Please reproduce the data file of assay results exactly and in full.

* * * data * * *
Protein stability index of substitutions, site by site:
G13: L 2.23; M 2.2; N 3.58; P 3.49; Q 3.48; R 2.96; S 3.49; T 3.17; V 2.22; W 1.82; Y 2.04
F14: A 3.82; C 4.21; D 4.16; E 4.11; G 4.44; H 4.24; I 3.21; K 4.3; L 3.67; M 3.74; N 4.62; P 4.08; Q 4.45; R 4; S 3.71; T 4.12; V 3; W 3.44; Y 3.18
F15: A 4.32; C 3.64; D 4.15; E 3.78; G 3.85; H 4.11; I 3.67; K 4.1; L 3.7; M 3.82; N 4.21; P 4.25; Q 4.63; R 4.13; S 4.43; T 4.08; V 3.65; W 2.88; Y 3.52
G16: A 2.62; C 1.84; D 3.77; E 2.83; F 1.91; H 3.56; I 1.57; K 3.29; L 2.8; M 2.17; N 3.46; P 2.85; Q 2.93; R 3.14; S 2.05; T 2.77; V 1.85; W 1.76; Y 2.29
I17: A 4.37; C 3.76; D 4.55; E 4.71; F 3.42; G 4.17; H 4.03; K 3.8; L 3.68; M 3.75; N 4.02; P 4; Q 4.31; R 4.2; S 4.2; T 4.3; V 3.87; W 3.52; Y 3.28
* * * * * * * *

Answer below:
Protein stability index of substitutions, site by site:
G13: L 2.23; M 2.2; N 3.58; P 3.49; Q 3.48; R 2.96; S 3.49; T 3.17; V 2.22; W 1.82; Y 2.04
F14: A 3.82; C 4.21; D 4.16; E 4.11; G 4.44; H 4.24; I 3.21; K 4.3; L 3.67; M 3.74; N 4.62; P 4.08; Q 4.45; R 4; S 3.71; T 4.12; V 3; W 3.44; Y 3.18
F15: A 4.32; C 3.64; D 4.15; E 3.78; G 3.85; H 4.11; I 3.67; K 4.1; L 3.7; M 3.82; N 4.21; P 4.25; Q 4.63; R 4.13; S 4.43; T 4.08; V 3.65; W 2.88; Y 3.52
G16: A 2.62; C 1.84; D 3.77; E 2.83; F 1.91; H 3.56; I 1.57; K 3.29; L 2.8; M 2.17; N 3.46; P 2.85; Q 2.93; R 3.14; S 2.05; T 2.77; V 1.85; W 1.76; Y 2.29
I17: A 4.37; C 3.76; D 4.55; E 4.71; F 3.42; G 4.17; H 4.03; K 3.8; L 3.68; M 3.75; N 4.02; P 4; Q 4.31; R 4.2; S 4.2; T 4.3; V 3.87; W 3.52; Y 3.28